"So many people glorify and romanticize “busy”. I do not. I value purpose. I believe in resting in reason and moving in passion. If you’re always busy/moving, you will miss important details. I like the mountain. Still, but when it moves, lands shift and earth quakes."
Through my work I attempt to examine the phenomenon of Starla and the Jewel Riders as a metaphorical interpretation of both Georgia O’Keeffe and twerking.
What began as a personal journey of dadaism has translated into images of quesadillas and eyelashes that resonate with Japanese people to question their own aquamarineness.
My mixed media piñatas embody an idiosyncratic view of Buddha, yet the familiar imagery allows for a connection between 2Pac, Ya Kun kaya toast and ice cream sundaes.
My work is in the private collection of Benedict Cumberbatch who said ‘Fuck me sideways!, that’s some real brilliant Art.’
I am a recipient of a grant from Folsom Prison where I served time for stealing mugs and tie clips from the gift shop of The Tate Modern. I have exhibited in group shows at Taco Bell and Future Perfect, though not at the same time. I currently spend my time between my balcony and Berlin.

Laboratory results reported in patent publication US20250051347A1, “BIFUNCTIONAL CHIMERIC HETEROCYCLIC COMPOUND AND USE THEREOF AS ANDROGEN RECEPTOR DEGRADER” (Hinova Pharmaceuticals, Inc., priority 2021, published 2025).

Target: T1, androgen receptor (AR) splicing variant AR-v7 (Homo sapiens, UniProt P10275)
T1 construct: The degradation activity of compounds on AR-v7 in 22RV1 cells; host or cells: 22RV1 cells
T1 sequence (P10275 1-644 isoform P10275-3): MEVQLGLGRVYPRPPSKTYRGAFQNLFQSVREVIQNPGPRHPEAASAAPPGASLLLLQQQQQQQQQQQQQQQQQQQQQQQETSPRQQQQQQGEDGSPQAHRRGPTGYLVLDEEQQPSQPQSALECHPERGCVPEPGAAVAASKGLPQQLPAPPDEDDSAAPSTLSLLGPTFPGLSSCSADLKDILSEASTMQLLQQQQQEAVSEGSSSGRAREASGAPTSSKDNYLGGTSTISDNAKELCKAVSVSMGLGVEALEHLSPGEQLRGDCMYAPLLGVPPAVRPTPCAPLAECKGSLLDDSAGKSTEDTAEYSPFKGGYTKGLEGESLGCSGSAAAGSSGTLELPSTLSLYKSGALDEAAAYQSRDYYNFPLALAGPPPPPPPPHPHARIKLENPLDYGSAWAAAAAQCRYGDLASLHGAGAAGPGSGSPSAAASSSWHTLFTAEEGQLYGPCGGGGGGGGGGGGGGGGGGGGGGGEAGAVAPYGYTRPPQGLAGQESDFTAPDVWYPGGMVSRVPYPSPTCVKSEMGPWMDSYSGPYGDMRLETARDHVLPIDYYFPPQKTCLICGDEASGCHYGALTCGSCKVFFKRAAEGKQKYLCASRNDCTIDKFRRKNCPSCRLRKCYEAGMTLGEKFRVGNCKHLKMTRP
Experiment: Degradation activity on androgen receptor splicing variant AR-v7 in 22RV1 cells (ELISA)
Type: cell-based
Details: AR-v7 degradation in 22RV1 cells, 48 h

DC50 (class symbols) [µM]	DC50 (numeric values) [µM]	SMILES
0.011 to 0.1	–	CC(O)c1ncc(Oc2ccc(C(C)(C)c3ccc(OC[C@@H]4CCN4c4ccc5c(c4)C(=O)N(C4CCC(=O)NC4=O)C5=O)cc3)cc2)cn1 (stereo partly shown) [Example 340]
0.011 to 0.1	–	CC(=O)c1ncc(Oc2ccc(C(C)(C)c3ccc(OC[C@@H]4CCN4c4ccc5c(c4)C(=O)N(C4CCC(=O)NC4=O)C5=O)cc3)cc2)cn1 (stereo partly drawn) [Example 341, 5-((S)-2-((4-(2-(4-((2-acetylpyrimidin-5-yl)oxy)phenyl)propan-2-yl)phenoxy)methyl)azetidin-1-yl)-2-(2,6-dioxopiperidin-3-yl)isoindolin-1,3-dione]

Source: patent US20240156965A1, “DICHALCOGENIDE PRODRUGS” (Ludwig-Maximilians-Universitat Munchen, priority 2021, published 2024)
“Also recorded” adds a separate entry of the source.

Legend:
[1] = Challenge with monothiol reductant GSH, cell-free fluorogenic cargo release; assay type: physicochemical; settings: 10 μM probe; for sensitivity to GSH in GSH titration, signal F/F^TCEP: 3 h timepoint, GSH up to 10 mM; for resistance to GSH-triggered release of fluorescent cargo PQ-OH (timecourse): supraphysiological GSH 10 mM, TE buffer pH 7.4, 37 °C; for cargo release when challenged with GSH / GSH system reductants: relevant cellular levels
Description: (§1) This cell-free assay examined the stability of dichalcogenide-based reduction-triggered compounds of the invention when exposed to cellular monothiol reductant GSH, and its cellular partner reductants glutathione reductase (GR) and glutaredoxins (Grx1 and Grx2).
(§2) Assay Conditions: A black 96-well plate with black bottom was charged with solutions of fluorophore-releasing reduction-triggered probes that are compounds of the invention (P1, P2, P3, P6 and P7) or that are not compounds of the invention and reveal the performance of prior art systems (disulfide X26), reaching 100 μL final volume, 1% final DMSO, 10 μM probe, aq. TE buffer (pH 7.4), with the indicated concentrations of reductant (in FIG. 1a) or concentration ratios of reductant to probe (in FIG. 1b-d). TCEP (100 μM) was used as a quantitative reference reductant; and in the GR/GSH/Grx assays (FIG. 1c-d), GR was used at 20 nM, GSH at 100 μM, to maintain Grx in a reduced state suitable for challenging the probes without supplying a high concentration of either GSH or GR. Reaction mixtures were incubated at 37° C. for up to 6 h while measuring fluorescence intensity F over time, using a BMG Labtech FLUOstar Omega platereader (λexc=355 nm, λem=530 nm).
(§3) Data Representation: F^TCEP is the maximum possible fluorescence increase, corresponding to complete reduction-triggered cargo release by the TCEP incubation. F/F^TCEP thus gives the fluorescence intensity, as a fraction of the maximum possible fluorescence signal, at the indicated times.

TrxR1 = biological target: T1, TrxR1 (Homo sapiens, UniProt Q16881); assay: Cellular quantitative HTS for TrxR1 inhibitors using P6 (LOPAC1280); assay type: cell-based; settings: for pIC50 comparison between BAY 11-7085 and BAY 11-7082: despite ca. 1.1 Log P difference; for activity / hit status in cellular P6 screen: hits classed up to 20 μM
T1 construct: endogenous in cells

— via the Artist Statement Generator 2000
kinda want to live up to this now
“Perfect Pussy may be the latest band to seem to incarnate the trope of the punk band as heroic underdog, but that trope has been around for a while, and can mean very different things depending on the cultural climate in which it is invoked. Saying that Perfect Pussy are punk rock heroes means something very different today from what it meant twenty years ago.”
— excellent #longread by Beth Tolmach on AdHoc: Perfect Pussy and the Corporate Media: Has Punk Been Co-Opted?
by Elaine Sexton
Let’s thank our mistakes, let’s bless them
for their humanity, their terribly weak chins.
We should offer them our gratitude and admiration
for giving us our clefts and scarring us with
embarrassment, the hot flash of confession.
Thank you, transgressions! for making us so right
in our imperfections. Less flawed, we might have
turned away, feeling too fit, our desires looking
for better directions. Without them, we might have
passed the place where one of us stood, watching
someone else walk away, and followed them,
while our perfect mistake walked straight towards us,
walked right into our cluttered, ordered lives
that could have been closed but were not,
that could have been asleep, but instead
stayed up, all night, forgetting the pill,
the good book, the necessary eight hours,
and lay there—in the middle of the bed—
keeping the heart awake—open and stunned,
stunning. How unhappy perfection must be
over there on the shelf without a crack, without
this critical break—this falling—this sudden, thrilling draft.